Problem: How many colors are needed so that if each point in the plane is assigned one of the colors, no two points which are exactly distance 1 apart will be assigned the same color?
This problem has been open since 1956, the year when I was born. It is known that at least 4 colors are needed and that 7 colors suffice. Hence, the answer is either 4, 5, 6 or 7. This is not too hard to show.
A graph which can be represented so that vertices correspond to points in the plane and edges correspond to unit-length line segments is called a unit-distance graph. The question above is equivalent to asking what the chromatic number of (finite) unit-distance graphs can be. Here are some easier questions, whose answers are known: Which complete bipartite graphs are unit-distance graphs? What is the smallest 4-chromatic unit-distance graph? Show that the Petersen graph is a unit-distance graph.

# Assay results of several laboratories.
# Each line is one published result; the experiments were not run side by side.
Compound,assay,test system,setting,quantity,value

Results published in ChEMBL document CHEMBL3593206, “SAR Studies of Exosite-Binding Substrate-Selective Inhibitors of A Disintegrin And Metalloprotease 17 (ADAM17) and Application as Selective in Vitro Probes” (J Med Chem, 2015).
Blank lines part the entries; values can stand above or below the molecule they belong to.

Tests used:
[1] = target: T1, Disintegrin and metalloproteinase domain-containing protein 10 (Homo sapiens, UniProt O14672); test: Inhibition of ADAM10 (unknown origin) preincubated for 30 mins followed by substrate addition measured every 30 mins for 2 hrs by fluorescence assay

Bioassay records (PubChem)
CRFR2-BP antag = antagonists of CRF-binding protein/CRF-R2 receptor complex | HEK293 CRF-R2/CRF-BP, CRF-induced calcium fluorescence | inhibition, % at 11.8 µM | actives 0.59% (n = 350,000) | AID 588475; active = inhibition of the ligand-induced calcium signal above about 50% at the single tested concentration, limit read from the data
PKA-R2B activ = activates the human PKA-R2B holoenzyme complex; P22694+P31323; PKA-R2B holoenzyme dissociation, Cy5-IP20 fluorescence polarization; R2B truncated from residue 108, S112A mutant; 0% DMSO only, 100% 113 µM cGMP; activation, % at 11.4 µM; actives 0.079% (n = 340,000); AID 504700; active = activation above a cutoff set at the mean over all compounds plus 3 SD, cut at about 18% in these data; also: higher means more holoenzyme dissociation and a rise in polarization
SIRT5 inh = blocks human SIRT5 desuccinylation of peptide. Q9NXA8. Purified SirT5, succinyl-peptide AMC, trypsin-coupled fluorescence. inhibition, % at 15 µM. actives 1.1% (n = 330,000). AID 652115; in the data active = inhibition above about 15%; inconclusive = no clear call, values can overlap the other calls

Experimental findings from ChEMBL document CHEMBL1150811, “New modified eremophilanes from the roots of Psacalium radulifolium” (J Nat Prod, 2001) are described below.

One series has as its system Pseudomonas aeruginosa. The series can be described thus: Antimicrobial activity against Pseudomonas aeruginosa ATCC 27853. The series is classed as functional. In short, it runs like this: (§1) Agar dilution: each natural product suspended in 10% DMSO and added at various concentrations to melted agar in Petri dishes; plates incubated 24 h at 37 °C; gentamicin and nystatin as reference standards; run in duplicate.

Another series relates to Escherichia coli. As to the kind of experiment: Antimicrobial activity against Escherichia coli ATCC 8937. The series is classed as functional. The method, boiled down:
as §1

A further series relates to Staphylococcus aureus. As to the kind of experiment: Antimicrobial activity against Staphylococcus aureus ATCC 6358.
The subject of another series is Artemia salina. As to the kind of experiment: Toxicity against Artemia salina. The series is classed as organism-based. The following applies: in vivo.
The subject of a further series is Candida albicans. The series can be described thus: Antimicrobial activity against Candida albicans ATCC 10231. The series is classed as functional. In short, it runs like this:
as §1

Here is also a seemingly easier question: Is there a positive integer k such that every finite unit-distance graph of girth at least k has chromatic number at most 6 (respectively 5)?
Send comments to Bojan.Mohar@uni-lj.si